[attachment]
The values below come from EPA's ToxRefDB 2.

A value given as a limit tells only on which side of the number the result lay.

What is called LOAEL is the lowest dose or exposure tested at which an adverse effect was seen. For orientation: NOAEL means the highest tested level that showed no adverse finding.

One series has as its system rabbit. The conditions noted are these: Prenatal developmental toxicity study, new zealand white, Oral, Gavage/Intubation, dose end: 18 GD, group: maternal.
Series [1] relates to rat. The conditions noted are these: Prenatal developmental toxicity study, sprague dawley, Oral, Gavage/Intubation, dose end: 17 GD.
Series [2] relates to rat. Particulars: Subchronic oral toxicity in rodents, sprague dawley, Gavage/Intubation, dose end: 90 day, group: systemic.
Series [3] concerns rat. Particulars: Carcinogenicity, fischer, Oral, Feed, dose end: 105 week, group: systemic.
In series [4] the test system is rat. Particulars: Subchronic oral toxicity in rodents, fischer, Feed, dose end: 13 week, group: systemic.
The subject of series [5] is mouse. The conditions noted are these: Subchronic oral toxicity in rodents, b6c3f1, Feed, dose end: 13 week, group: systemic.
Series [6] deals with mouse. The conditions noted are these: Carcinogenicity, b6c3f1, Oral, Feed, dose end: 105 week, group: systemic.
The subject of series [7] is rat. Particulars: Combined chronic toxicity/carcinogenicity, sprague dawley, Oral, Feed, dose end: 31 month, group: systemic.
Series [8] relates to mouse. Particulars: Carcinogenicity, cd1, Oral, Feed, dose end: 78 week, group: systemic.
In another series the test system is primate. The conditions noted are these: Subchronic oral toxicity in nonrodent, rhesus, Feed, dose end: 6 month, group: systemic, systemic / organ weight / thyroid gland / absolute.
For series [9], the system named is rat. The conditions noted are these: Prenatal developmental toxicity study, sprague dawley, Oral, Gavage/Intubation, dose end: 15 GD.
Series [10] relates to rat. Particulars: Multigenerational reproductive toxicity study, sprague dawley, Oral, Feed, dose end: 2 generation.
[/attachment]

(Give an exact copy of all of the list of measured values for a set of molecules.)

The values below come from EPA's ToxRefDB 2.

A value given as a limit tells only on which side of the number the result lay.

What is called LOAEL is the lowest dose or exposure tested at which an adverse effect was seen. For orientation: NOAEL means the highest tested level that showed no adverse finding.

One series has as its system rabbit. The conditions noted are these: Prenatal developmental toxicity study, new zealand white, Oral, Gavage/Intubation, dose end: 18 GD, group: maternal.
Series [1] relates to rat. The conditions noted are these: Prenatal developmental toxicity study, sprague dawley, Oral, Gavage/Intubation, dose end: 17 GD.
Series [2] relates to rat. Particulars: Subchronic oral toxicity in rodents, sprague dawley, Gavage/Intubation, dose end: 90 day, group: systemic.
Series [3] concerns rat. Particulars: Carcinogenicity, fischer, Oral, Feed, dose end: 105 week, group: systemic.
In series [4] the test system is rat. Particulars: Subchronic oral toxicity in rodents, fischer, Feed, dose end: 13 week, group: systemic.
The subject of series [5] is mouse. The conditions noted are these: Subchronic oral toxicity in rodents, b6c3f1, Feed, dose end: 13 week, group: systemic.
Series [6] deals with mouse. The conditions noted are these: Carcinogenicity, b6c3f1, Oral, Feed, dose end: 105 week, group: systemic.
The subject of series [7] is rat. Particulars: Combined chronic toxicity/carcinogenicity, sprague dawley, Oral, Feed, dose end: 31 month, group: systemic.
Series [8] relates to mouse. Particulars: Carcinogenicity, cd1, Oral, Feed, dose end: 78 week, group: systemic.
In another series the test system is primate. The conditions noted are these: Subchronic oral toxicity in nonrodent, rhesus, Feed, dose end: 6 month, group: systemic, systemic / organ weight / thyroid gland / absolute.
For series [9], the system named is rat. The conditions noted are these: Prenatal developmental toxicity study, sprague dawley, Oral, Gavage/Intubation, dose end: 15 GD.
Series [10] relates to rat. Particulars: Multigenerational reproductive toxicity study, sprague dawley, Oral, Feed, dose end: 2 generation.